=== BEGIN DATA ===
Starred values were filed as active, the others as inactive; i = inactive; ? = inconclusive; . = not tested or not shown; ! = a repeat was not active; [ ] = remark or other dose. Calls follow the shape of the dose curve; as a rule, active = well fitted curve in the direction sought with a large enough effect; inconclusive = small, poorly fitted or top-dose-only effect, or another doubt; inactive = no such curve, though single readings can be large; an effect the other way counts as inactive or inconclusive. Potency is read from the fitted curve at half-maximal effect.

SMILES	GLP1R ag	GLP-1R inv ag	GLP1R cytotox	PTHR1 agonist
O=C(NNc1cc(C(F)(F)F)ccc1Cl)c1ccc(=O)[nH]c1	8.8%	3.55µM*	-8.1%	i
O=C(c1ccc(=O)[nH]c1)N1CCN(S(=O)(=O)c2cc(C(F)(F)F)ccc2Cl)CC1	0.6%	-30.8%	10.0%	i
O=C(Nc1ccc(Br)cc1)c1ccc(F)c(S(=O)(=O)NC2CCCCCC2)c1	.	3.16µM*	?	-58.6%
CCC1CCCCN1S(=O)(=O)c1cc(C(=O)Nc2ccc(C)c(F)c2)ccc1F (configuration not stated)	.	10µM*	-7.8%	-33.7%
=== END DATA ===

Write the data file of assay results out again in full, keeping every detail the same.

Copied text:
Starred values were filed as active, the others as inactive; i = inactive; ? = inconclusive; . = not tested or not shown; ! = a repeat was not active; [ ] = remark or other dose. Calls follow the shape of the dose curve; as a rule, active = well fitted curve in the direction sought with a large enough effect; inconclusive = small, poorly fitted or top-dose-only effect, or another doubt; inactive = no such curve, though single readings can be large; an effect the other way counts as inactive or inconclusive. Potency is read from the fitted curve at half-maximal effect.

SMILES	GLP1R ag	GLP-1R inv ag	GLP1R cytotox	PTHR1 agonist
O=C(NNc1cc(C(F)(F)F)ccc1Cl)c1ccc(=O)[nH]c1	8.8%	3.55µM*	-8.1%	i
O=C(c1ccc(=O)[nH]c1)N1CCN(S(=O)(=O)c2cc(C(F)(F)F)ccc2Cl)CC1	0.6%	-30.8%	10.0%	i
O=C(Nc1ccc(Br)cc1)c1ccc(F)c(S(=O)(=O)NC2CCCCCC2)c1	.	3.16µM*	?	-58.6%
CCC1CCCCN1S(=O)(=O)c1cc(C(=O)Nc2ccc(C)c(F)c2)ccc1F (configuration not stated)	.	10µM*	-7.8%	-33.7%